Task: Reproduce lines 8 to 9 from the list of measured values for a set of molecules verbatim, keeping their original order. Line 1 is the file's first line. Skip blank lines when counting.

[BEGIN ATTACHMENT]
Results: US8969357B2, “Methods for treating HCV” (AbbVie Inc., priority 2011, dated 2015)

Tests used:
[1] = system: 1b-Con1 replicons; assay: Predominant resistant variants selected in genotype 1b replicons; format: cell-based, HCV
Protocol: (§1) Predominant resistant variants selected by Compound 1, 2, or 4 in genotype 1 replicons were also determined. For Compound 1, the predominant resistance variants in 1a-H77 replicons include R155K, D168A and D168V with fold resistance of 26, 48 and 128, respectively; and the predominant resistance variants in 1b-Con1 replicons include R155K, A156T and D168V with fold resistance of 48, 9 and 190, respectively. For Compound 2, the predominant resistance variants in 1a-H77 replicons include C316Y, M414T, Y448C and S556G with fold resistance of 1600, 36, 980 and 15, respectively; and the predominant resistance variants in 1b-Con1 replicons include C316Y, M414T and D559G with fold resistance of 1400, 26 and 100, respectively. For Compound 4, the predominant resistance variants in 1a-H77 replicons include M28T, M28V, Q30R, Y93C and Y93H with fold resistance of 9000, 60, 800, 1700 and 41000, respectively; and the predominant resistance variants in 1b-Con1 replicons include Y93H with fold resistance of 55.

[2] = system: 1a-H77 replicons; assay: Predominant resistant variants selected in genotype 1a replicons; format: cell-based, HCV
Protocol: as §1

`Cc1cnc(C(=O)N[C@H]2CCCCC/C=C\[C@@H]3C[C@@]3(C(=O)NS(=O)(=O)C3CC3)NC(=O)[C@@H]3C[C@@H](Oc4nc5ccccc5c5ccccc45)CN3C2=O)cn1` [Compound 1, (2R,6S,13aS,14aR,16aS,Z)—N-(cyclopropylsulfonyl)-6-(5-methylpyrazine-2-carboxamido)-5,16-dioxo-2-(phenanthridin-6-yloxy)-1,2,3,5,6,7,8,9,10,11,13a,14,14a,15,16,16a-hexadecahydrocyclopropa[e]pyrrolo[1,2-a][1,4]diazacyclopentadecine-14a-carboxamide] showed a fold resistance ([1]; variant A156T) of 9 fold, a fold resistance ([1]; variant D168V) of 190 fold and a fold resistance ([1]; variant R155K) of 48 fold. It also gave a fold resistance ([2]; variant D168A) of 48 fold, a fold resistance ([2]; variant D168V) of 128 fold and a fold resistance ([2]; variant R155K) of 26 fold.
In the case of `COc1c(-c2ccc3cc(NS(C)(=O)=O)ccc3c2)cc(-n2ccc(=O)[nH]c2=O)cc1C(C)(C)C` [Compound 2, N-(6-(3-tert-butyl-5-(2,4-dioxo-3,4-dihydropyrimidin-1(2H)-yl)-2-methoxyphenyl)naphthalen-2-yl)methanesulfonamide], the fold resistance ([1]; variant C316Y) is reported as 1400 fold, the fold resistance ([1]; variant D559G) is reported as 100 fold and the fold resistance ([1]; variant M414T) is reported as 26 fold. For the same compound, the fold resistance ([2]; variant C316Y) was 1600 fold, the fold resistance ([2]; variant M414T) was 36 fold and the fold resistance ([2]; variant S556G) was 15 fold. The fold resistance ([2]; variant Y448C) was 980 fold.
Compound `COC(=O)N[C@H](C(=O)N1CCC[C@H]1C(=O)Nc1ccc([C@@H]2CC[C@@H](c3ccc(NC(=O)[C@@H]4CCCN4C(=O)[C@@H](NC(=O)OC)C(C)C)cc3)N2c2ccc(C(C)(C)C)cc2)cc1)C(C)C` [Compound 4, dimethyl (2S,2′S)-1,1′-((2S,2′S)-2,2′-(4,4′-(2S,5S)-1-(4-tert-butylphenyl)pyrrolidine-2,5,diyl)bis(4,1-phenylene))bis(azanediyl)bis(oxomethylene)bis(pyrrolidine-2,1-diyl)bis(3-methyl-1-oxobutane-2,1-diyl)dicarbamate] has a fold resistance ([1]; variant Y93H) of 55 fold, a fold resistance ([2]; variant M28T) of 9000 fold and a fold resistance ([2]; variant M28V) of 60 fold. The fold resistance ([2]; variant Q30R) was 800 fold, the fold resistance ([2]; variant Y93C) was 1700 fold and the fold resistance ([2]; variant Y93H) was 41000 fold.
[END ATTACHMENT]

In the case of `COc1c(-c2ccc3cc(NS(C)(=O)=O)ccc3c2)cc(-n2ccc(=O)[nH]c2=O)cc1C(C)(C)C` [Compound 2, N-(6-(3-tert-butyl-5-(2,4-dioxo-3,4-dihydropyrimidin-1(2H)-yl)-2-methoxyphenyl)naphthalen-2-yl)methanesulfonamide], the fold resistance ([1]; variant C316Y) is reported as 1400 fold, the fold resistance ([1]; variant D559G) is reported as 100 fold and the fold resistance ([1]; variant M414T) is reported as 26 fold. For the same compound, the fold resistance ([2]; variant C316Y) was 1600 fold, the fold resistance ([2]; variant M414T) was 36 fold and the fold resistance ([2]; variant S556G) was 15 fold. The fold resistance ([2]; variant Y448C) was 980 fold.
Compound `COC(=O)N[C@H](C(=O)N1CCC[C@H]1C(=O)Nc1ccc([C@@H]2CC[C@@H](c3ccc(NC(=O)[C@@H]4CCCN4C(=O)[C@@H](NC(=O)OC)C(C)C)cc3)N2c2ccc(C(C)(C)C)cc2)cc1)C(C)C` [Compound 4, dimethyl (2S,2′S)-1,1′-((2S,2′S)-2,2′-(4,4′-(2S,5S)-1-(4-tert-butylphenyl)pyrrolidine-2,5,diyl)bis(4,1-phenylene))bis(azanediyl)bis(oxomethylene)bis(pyrrolidine-2,1-diyl)bis(3-methyl-1-oxobutane-2,1-diyl)dicarbamate] has a fold resistance ([1]; variant Y93H) of 55 fold, a fold resistance ([2]; variant M28T) of 9000 fold and a fold resistance ([2]; variant M28V) of 60 fold. The fold resistance ([2]; variant Q30R) was 800 fold, the fold resistance ([2]; variant Y93C) was 1700 fold and the fold resistance ([2]; variant Y93H) was 41000 fold.